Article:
This wasn’t the case. The gig was in a gigantic Sports Hall, and was a nightmarish under 16’s Fun Park for the day, filled with children and their parents.  When we walked in a clown was holding a plate spinning contest, and an announcement over the PA informed people where the Street Dance competition was being held. It was like a budget Smash Hits Poll Winners Party held in a Lidl.

Two other bands were playing.  Headlining at 4pm was boy band Scandal, fresh from their performance on Blue Peter, and looking like a more annoying, less edgy, Hanson. The drummer had a headset microphone like Madonna, which he never took off. He looked like a prick. The other band were glam punks Rachel Stamp who turned up drunk, confused, and dressed like Poison. The drummer wore silver trousers, a feather boa and, a pink bike lock round his neck. No one was happy to be there, except Scandal, who were treated like superstars.  They spent the whole time being mobbed and looking really smug. They all wore suits. I hated them.

HOW WAS THE ACTUAL GIG?

We Gaffa taped black upside down crosses all over ourselves, and Milo put on a Mexican wrestling mask and wrote “Satan” on his chest in the hope that we’d be deemed offensive and not be allowed on.  It didn’t work – Milo just got in trouble with the elderly caretaker for ripping off the shower curtain to wear as a cape.  He was made to promise to re-attach it once he’d finished, which he did.

Milo’s cape got in the way, and he couldn’t see because of the wrestling mask.  I’d gaffa taped my mouth shut (probably in protest of not having one of those cool microphones) which made it really difficult to breathe.  I spent the whole show on the verge of fainting. All the inverted crosses and capes proved to be pointless as the children couldn’t have been less shocked or scared and were actually very supportive. Some of them even asked for our autographs, athough I did feel that it was out of pity.

We loved watching Rachel Stamp – they looked like a bunch of wasted transvestites on a hen night, and freaked the shit out of everyone there.  I never got to see Scandal play, since we left the second we got off stage.  I imagine they went down really well. The kids loved that microphone.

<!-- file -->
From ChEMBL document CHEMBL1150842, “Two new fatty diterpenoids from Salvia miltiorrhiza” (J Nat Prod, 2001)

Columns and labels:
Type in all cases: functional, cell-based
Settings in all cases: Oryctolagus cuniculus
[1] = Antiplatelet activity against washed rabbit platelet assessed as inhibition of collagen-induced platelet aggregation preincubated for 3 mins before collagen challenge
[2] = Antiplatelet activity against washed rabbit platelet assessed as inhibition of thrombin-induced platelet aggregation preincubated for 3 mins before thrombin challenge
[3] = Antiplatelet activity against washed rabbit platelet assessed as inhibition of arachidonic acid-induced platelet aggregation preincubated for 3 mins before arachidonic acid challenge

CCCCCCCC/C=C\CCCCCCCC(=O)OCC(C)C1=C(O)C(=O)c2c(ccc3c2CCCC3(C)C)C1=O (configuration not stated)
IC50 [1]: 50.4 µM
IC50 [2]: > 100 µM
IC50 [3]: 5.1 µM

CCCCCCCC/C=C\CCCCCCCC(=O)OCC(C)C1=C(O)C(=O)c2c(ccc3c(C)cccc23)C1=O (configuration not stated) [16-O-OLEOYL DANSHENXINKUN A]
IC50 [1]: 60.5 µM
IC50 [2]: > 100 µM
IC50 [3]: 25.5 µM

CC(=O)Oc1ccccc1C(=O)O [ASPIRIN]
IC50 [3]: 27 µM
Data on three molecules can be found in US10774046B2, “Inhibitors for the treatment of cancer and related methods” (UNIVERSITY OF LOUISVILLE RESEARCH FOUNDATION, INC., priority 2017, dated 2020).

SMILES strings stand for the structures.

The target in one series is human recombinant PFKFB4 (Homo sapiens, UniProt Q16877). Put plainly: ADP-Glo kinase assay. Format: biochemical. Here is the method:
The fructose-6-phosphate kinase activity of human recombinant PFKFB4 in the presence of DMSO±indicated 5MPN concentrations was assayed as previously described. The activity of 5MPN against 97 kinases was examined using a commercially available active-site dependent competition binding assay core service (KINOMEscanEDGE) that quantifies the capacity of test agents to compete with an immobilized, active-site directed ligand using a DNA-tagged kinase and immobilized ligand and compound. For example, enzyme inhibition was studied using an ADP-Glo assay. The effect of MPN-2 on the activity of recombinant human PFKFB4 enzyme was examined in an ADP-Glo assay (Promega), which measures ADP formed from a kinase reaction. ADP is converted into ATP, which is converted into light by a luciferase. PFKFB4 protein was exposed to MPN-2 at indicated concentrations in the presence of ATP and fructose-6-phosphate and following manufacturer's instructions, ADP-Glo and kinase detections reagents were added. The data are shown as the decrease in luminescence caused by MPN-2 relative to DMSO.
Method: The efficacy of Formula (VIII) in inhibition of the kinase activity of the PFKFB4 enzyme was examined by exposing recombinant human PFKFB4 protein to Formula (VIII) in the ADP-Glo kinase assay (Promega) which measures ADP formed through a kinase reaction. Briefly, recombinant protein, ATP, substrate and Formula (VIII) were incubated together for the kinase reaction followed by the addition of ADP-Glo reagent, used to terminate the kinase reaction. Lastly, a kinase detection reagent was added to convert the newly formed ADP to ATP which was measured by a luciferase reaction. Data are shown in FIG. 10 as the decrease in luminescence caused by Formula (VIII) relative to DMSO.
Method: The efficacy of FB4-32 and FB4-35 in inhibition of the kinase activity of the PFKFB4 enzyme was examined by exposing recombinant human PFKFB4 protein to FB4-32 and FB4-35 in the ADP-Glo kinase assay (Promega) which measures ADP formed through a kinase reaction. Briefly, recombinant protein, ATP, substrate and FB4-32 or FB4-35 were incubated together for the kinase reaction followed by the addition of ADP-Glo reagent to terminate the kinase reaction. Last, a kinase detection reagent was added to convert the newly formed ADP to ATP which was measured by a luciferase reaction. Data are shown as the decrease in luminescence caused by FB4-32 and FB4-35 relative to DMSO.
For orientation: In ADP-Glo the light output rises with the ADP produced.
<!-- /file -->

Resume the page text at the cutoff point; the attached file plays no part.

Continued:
TELL ME ABOUT VEGAS STRIPPERS

We managed to get Sony to send us to Vegas for two weeks to shoot a video in a legal brothel in the desert. The brothel looked like a 70’s lounge club, and boasted a “girl buffet” – there were menus lying around which detailed all the different “courses” you could have with the girls. The tenth course sounded really exhausting. It was still operating while we were shooting, so random guys kept coming in looking to get laid.  They seemed pretty surprised to be confronted with a bunch of over excited English idiots dressed in ridiculous purple lounge suits.

The women who worked there were all really lovely, but they were all sat around waiting for customers at 10am in filthily slutty underwear, watching ESPN, picking at their bikini lines, and eating a reeking meat stew which smelt like strangely like cheese. I was expecting more of a Moulin Rogue/Girls Of The Playboy Mansion vibe,  rather than feeling like I was in the waiting room of a family planning clinic in Wigan. They were all very friendly though, and some of them even watched, and applauded, our performance for the video.

HOW DID THE DREAM END?

Sadly the market for punk inspired country thrash ballads was pretty small in 1998, and every band we played with was an Oasis/Verve knock off.  We talked about leaving, and they didn’t renew our contract.  There were no hard feelings though, they’d been pretty supportive – for our first single cover we wanted to be made up to look like Mediterranean porn stars, and they let us. Apparently the rapper Xzibit came into the Sony offices where there was a huge poster of our single cover , pointed to it and said, “Yo, these motherfuckers for real?”

I love Xzibit.

AND THE MONEY?

I saved absolutely nothing, and was back to looking at a £1.25.  I missed Julie. But despite that it was definitely one of the best times of my life – the whole experience was amazing, so fun and weird.